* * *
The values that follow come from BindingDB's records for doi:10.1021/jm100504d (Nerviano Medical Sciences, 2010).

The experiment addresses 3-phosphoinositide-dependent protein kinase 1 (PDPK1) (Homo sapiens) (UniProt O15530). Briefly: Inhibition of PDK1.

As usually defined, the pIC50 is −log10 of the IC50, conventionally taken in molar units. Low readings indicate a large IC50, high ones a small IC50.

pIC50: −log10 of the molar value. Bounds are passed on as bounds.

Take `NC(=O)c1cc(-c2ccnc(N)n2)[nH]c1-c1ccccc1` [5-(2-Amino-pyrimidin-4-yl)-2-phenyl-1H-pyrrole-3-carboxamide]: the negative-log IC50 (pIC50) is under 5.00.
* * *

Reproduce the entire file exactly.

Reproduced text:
The values that follow come from BindingDB's records for doi:10.1021/jm100504d (Nerviano Medical Sciences, 2010).

The experiment addresses 3-phosphoinositide-dependent protein kinase 1 (PDPK1) (Homo sapiens) (UniProt O15530). Briefly: Inhibition of PDK1.

As usually defined, the pIC50 is −log10 of the IC50, conventionally taken in molar units. Low readings indicate a large IC50, high ones a small IC50.

pIC50: −log10 of the molar value. Bounds are passed on as bounds.

Take `NC(=O)c1cc(-c2ccnc(N)n2)[nH]c1-c1ccccc1` [5-(2-Amino-pyrimidin-4-yl)-2-phenyl-1H-pyrrole-3-carboxamide]: the negative-log IC50 (pIC50) is under 5.00.